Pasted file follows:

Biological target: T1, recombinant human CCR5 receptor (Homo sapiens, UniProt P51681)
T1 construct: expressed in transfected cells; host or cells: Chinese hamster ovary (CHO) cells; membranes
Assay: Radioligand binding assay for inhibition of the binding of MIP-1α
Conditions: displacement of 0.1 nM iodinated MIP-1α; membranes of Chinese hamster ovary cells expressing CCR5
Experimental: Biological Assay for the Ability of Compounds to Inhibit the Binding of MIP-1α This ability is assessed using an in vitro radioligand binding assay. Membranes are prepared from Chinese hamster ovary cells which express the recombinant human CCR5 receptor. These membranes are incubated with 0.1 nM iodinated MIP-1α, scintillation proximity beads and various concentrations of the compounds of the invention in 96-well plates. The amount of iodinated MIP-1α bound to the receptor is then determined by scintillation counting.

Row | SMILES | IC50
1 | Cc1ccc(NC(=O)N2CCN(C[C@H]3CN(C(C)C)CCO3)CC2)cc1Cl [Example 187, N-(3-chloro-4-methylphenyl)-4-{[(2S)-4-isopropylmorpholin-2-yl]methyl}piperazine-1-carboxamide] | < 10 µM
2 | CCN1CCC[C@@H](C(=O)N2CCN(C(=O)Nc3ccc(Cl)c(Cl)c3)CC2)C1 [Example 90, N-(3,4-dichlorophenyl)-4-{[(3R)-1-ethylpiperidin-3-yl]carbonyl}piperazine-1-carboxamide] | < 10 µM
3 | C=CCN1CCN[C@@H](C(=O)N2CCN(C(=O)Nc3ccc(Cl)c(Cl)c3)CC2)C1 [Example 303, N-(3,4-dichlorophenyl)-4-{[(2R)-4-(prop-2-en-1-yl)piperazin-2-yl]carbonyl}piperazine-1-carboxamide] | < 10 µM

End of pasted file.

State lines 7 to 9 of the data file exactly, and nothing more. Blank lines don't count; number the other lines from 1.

1 | Cc1ccc(NC(=O)N2CCN(C[C@H]3CN(C(C)C)CCO3)CC2)cc1Cl [Example 187, N-(3-chloro-4-methylphenyl)-4-{[(2S)-4-isopropylmorpholin-2-yl]methyl}piperazine-1-carboxamide] | < 10 µM
2 | CCN1CCC[C@@H](C(=O)N2CCN(C(=O)Nc3ccc(Cl)c(Cl)c3)CC2)C1 [Example 90, N-(3,4-dichlorophenyl)-4-{[(3R)-1-ethylpiperidin-3-yl]carbonyl}piperazine-1-carboxamide] | < 10 µM
3 | C=CCN1CCN[C@@H](C(=O)N2CCN(C(=O)Nc3ccc(Cl)c(Cl)c3)CC2)C1 [Example 303, N-(3,4-dichlorophenyl)-4-{[(2R)-4-(prop-2-en-1-yl)piperazin-2-yl]carbonyl}piperazine-1-carboxamide] | < 10 µM